An antitrust lawsuit involving major players in the U.S. steel industry is finally coming to a close after litigation that lasted a better part of the last decade.

In 2008, Pennsylvania-based Standard Iron Works and four other companies filed a lawsuit alleging U.S. Steel and ArcelorMittal conspired with six other domestic steel manufacturers “to manipulate the supply and price of steel products sold in the United States,” according to court documents.

The final three defendants in the case, Nucor Corp., Steel Dynamics Inc. and SSAB Swedish Steel Corp. have settled for a combined $30 million, bringing the total settlement amount to $193.9 million. Five other parties—ArcelorMittal, U.S. Steel, Commercial Metals Company, AK Steel Holding Corp. and Gerdau Ameristeel Corp.—previously reached settlements totaling $163.9 million.

In the complaint, the plaintiffs alleged that for a two-and-a-half-year period in the mid-2000s, from April 1, 2005, the eight steelmakers “conspired to restrict their output, thereby increasing the prices they were able to charge for steel products.”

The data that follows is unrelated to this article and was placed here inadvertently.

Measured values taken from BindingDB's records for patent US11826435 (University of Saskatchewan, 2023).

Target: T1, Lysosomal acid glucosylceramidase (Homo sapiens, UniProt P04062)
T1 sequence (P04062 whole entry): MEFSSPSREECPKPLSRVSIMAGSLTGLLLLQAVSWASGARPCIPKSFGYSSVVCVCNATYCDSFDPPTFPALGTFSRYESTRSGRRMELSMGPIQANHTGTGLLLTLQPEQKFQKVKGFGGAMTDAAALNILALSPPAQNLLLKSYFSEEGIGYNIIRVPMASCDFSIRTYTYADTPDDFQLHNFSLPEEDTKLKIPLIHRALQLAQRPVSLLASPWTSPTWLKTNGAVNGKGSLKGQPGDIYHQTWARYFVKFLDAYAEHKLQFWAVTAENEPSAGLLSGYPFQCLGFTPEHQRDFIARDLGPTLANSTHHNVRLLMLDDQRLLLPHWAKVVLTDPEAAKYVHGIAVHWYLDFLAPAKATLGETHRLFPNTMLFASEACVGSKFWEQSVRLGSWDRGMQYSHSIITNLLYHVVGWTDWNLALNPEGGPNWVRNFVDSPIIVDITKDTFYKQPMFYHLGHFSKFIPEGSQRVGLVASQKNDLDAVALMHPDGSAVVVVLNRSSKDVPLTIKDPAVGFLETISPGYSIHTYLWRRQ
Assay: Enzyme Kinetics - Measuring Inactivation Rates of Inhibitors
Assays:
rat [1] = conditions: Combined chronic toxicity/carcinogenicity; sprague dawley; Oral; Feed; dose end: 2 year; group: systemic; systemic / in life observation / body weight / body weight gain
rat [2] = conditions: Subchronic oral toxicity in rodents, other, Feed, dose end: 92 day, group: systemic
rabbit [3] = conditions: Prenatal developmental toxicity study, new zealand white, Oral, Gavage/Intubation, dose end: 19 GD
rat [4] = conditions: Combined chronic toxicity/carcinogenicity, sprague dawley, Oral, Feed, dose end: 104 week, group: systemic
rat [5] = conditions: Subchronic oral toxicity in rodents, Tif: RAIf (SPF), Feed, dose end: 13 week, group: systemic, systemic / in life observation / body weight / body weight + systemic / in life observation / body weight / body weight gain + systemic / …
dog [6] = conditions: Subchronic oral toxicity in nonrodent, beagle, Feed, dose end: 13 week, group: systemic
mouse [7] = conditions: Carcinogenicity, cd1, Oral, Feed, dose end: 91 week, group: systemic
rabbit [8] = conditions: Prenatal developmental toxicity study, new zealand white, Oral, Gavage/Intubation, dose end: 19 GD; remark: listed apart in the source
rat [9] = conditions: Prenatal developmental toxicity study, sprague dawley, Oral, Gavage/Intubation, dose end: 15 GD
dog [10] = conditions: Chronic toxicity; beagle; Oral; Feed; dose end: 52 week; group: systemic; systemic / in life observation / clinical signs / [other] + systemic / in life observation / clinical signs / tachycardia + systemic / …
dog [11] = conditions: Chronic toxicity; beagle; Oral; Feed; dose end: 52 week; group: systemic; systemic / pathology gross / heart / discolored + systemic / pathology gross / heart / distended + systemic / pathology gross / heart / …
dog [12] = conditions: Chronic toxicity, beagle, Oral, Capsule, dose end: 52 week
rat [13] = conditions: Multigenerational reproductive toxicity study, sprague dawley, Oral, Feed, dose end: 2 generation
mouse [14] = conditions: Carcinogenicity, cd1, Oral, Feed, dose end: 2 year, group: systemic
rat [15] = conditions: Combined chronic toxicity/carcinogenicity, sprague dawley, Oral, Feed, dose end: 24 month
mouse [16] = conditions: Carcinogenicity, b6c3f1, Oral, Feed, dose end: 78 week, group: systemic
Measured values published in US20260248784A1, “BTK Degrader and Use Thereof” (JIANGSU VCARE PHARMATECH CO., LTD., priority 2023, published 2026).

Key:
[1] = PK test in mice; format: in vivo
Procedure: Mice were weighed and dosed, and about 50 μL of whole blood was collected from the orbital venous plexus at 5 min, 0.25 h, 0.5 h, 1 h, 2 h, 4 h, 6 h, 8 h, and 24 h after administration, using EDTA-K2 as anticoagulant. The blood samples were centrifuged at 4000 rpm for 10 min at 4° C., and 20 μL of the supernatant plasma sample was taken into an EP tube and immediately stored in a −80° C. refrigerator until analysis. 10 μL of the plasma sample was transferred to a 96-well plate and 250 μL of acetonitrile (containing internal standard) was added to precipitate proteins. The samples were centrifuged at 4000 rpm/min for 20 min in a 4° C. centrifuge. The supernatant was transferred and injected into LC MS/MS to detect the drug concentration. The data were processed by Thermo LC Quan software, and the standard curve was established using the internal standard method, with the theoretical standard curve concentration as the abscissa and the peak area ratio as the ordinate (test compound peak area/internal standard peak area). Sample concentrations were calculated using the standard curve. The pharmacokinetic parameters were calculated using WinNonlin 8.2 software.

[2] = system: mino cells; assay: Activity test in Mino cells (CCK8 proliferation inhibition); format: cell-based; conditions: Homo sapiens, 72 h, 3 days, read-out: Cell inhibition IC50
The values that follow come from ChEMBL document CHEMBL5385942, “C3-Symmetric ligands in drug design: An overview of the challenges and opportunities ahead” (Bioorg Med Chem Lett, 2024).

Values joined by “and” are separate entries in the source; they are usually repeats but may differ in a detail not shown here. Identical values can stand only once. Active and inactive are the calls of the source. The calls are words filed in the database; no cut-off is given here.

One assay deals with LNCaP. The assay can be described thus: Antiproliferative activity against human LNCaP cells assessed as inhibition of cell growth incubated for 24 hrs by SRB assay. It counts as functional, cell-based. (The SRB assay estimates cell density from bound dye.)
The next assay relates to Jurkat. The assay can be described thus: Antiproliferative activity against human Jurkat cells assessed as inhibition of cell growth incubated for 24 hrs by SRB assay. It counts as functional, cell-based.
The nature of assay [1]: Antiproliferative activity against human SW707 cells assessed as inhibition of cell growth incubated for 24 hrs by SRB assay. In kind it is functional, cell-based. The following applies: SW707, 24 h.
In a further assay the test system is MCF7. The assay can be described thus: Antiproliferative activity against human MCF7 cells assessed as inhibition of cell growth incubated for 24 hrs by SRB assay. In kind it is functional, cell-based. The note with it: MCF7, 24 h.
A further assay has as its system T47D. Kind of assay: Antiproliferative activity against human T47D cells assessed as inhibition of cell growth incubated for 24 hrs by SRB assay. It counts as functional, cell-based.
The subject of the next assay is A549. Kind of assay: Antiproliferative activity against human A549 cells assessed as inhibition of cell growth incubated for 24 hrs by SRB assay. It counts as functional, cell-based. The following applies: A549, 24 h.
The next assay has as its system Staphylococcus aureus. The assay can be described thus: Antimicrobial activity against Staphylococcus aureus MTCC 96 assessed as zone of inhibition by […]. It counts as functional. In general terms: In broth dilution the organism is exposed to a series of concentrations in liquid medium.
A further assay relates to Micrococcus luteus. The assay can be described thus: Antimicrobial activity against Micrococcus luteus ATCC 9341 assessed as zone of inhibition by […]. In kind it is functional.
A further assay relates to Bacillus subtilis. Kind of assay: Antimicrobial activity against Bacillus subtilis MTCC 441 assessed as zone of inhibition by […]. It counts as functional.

The initial five settlements were reached in 2014, and each party denied wrongdoing but claim to have opted to settle to avoid the cost of further litigation. Meanwhile, the last three continued to fight the case in court.

According to a memorandum filed by the plaintiffs and proposed class attorneys, negotiations between the sides “accelerated in the second half of 2016.” The three companies “had made it clear that, in the absence of the settlements, would vigorously contest all aspects of the case,” as it had throughout litigation. Since “complex litigation such as this is inherently risky and costly,” the sides agreed to finally settle last month.

ArcelorMittal and U.S. Steel took the brunt of the settlement, contributing $90 million and $58 million, respectively. The other three initial settlers combined for just under $16 million.

In the recent settlement, Nucor was hit the hardest at $23.4 million, while the two remaining companies combined for $6.6 million.

“Unlike ArcelorMittal, for example, the [remaining three defendants] were not alleged ringleaders of the alleged conspiracy,” the memorandum reads. “Instead, [they] were smaller than ArcelorMittal [in terms of sales volume] and the case against them was proving to be more difficult based on the facts developed to date in discovery.”

This month, James B. Zagel, the judge presiding over the case, approved the settlements, pending a fairness hearing that will take place in February 2017.